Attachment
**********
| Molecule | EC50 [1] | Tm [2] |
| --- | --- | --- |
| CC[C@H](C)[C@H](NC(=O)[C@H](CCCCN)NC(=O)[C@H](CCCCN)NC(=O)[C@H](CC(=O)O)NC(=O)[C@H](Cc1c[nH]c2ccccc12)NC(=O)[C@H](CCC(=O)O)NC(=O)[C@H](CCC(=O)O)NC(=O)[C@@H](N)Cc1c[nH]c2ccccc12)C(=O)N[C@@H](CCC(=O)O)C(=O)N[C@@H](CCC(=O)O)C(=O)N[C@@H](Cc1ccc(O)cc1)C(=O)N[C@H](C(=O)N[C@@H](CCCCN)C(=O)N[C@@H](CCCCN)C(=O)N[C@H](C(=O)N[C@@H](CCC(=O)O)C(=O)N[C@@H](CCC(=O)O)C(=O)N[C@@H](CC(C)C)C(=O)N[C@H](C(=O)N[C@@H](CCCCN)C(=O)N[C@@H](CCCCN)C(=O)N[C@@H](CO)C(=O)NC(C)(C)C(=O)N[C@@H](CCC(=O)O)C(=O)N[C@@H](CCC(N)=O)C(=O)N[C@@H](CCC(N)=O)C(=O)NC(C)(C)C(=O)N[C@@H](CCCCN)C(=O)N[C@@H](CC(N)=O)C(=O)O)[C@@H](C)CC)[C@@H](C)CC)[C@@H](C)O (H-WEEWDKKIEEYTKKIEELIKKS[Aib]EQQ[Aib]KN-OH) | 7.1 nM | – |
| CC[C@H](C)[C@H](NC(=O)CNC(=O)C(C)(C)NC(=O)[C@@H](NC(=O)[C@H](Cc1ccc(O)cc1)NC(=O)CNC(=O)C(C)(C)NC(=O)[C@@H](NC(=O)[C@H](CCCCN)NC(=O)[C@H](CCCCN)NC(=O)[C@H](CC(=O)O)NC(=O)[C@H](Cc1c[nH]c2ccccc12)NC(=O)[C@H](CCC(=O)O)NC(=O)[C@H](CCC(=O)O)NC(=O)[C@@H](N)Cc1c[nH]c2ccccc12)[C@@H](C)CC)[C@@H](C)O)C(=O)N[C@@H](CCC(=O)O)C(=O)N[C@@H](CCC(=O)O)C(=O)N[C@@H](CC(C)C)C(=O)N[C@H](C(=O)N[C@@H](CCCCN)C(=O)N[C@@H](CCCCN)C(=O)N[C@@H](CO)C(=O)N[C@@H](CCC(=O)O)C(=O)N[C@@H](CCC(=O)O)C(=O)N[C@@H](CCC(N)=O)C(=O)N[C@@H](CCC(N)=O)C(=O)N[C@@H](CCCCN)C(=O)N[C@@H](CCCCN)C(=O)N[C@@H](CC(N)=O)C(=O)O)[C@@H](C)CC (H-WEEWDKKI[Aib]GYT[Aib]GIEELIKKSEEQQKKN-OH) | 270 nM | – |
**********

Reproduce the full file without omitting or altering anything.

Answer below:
| Molecule | EC50 [1] | Tm [2] |
| --- | --- | --- |
| CC[C@H](C)[C@H](NC(=O)[C@H](CCCCN)NC(=O)[C@H](CCCCN)NC(=O)[C@H](CC(=O)O)NC(=O)[C@H](Cc1c[nH]c2ccccc12)NC(=O)[C@H](CCC(=O)O)NC(=O)[C@H](CCC(=O)O)NC(=O)[C@@H](N)Cc1c[nH]c2ccccc12)C(=O)N[C@@H](CCC(=O)O)C(=O)N[C@@H](CCC(=O)O)C(=O)N[C@@H](Cc1ccc(O)cc1)C(=O)N[C@H](C(=O)N[C@@H](CCCCN)C(=O)N[C@@H](CCCCN)C(=O)N[C@H](C(=O)N[C@@H](CCC(=O)O)C(=O)N[C@@H](CCC(=O)O)C(=O)N[C@@H](CC(C)C)C(=O)N[C@H](C(=O)N[C@@H](CCCCN)C(=O)N[C@@H](CCCCN)C(=O)N[C@@H](CO)C(=O)NC(C)(C)C(=O)N[C@@H](CCC(=O)O)C(=O)N[C@@H](CCC(N)=O)C(=O)N[C@@H](CCC(N)=O)C(=O)NC(C)(C)C(=O)N[C@@H](CCCCN)C(=O)N[C@@H](CC(N)=O)C(=O)O)[C@@H](C)CC)[C@@H](C)CC)[C@@H](C)O (H-WEEWDKKIEEYTKKIEELIKKS[Aib]EQQ[Aib]KN-OH) | 7.1 nM | – |
| CC[C@H](C)[C@H](NC(=O)CNC(=O)C(C)(C)NC(=O)[C@@H](NC(=O)[C@H](Cc1ccc(O)cc1)NC(=O)CNC(=O)C(C)(C)NC(=O)[C@@H](NC(=O)[C@H](CCCCN)NC(=O)[C@H](CCCCN)NC(=O)[C@H](CC(=O)O)NC(=O)[C@H](Cc1c[nH]c2ccccc12)NC(=O)[C@H](CCC(=O)O)NC(=O)[C@H](CCC(=O)O)NC(=O)[C@@H](N)Cc1c[nH]c2ccccc12)[C@@H](C)CC)[C@@H](C)O)C(=O)N[C@@H](CCC(=O)O)C(=O)N[C@@H](CCC(=O)O)C(=O)N[C@@H](CC(C)C)C(=O)N[C@H](C(=O)N[C@@H](CCCCN)C(=O)N[C@@H](CCCCN)C(=O)N[C@@H](CO)C(=O)N[C@@H](CCC(=O)O)C(=O)N[C@@H](CCC(=O)O)C(=O)N[C@@H](CCC(N)=O)C(=O)N[C@@H](CCC(N)=O)C(=O)N[C@@H](CCCCN)C(=O)N[C@@H](CCCCN)C(=O)N[C@@H](CC(N)=O)C(=O)O)[C@@H](C)CC (H-WEEWDKKI[Aib]GYT[Aib]GIEELIKKSEEQQKKN-OH) | 270 nM | – |